President Obama plans this week to respond to a Republican blueprint for tackling the soaring national debt by promoting a bipartisan approach pioneered by an independent presidential commission rather than introducing his own detailed plan.
Obama will not blaze a fresh path when he delivers a much-anticipated speech Wednesday afternoon at George Washington University. Instead, he is expected to offer support for the commission’s work and a related effort underway in the Senate to develop a strategy for curbing borrowing. Obama will frame the approach as a responsible alternative to the 2012 plan unveiled last week by House Republicans, according to people briefed by the White House.
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Letting others take the lead on complex problems has become a hallmark of the Obama presidency. On health care, last year’s tax deal and the recent battle over 2011 spending cuts, Obama has repeatedly waited as others set the parameters of the debate, swooping in late to cut a deal. The tactic has produced significant victories but exposed Obama to criticism that he has shown a lack of leadership.
Like the House GOP budget plan, the Senate effort — led by three Democrats and three Republicans known as the Gang of Six — aims to cut about $4 trillion from the debt over the next decade. But the group is looking to reduce spending in all categories, while urging a rewrite of the tax code that would raise revenue. The Republican plan would cut spending on domestic programs while protecting the military and preserving George W. Bush-era tax cuts that disproportionately benefit high earners.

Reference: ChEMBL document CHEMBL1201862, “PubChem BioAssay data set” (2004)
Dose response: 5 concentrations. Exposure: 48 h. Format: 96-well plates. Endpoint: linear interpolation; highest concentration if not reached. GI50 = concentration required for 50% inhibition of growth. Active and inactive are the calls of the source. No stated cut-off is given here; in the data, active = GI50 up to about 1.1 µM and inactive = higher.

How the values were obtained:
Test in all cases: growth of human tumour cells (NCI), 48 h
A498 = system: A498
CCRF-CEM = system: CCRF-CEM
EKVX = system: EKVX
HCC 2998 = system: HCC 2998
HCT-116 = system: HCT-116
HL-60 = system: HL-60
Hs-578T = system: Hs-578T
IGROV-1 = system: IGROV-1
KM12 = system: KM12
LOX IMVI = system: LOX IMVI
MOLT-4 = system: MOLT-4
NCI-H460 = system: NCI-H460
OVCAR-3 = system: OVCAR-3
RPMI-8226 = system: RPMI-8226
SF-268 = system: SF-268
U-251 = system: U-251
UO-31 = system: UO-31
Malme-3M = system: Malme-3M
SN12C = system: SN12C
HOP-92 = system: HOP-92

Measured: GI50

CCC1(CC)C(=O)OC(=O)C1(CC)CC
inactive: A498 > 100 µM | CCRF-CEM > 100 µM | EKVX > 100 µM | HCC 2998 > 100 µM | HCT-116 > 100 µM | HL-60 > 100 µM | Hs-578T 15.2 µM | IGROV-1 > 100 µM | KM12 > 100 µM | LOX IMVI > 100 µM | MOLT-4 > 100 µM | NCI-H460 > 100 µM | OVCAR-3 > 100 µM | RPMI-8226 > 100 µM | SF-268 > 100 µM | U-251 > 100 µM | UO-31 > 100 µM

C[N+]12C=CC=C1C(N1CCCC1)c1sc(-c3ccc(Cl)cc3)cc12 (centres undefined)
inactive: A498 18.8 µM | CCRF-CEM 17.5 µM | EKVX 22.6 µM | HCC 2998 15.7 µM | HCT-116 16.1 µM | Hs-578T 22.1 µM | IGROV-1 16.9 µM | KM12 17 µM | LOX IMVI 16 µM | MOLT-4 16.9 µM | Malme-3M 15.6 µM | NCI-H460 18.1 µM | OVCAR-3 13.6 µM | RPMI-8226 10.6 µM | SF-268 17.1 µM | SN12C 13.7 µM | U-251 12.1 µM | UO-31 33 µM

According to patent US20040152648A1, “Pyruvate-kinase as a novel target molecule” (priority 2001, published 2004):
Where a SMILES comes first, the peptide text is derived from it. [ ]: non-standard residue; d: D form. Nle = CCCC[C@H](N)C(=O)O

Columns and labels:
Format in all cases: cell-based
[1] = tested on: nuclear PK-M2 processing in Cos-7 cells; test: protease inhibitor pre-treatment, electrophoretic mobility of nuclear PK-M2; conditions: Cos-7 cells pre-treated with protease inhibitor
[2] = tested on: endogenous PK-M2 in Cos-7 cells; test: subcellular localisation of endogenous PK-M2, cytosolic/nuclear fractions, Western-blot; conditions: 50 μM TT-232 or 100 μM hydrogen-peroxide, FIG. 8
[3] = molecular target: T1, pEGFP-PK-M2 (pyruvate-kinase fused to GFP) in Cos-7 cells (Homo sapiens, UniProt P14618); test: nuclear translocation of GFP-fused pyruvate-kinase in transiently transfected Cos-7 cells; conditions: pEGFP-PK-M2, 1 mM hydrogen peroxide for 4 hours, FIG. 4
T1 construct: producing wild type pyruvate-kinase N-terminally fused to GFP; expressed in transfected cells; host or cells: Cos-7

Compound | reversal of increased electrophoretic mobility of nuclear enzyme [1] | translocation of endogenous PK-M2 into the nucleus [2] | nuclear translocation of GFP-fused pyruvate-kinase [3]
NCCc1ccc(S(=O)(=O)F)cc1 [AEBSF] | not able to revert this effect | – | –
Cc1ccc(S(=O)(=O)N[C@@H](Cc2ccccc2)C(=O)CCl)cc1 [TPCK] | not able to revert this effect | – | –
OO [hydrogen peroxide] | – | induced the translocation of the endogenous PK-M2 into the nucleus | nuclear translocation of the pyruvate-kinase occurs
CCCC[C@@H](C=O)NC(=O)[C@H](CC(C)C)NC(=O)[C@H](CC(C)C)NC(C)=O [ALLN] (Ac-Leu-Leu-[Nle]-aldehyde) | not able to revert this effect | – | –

The work of the Gang of Six is modeled on recommendations of the fiscal commission Obama appointed last year. On Monday, White House press secretary Jay Carney said the commission had “created a framework that may help us reach a deal and a compromise.”
“The fiscal commission showed that you need to look at entitlements, you need to look at tax expenditures, you need to look at military spending, you need to look at all of these issues,” Carney said. “You can’t — you can’t simply slash entitlements, lower taxes and call that a fair deal.”
“Everyone,” he said, must “share in the burden of bringing our fiscal house into order.”
While lawmakers in both parties say they support the principle of shared sacrifice, its particulars are proving no less thorny than any other deficit reduction strategy. The Gang of Six has been struggling for weeks to reach agreement on a framework for budget changes that would leave policy details to be worked out in legislative committees.
Aides said that the group is very close to an agreement and that administration officials were pressing them to announce a deal this week. But the group and its allies feared an announcement closely followed by Obama’s endorsement would kill any hope of winning additional Republican support. On Monday, two Republican members, Sens. Tom Coburn (Okla.) and Saxby Chambliss (Ga.), said no deal is likely to be announced until after lawmakers return in May from a two-week Easter recess.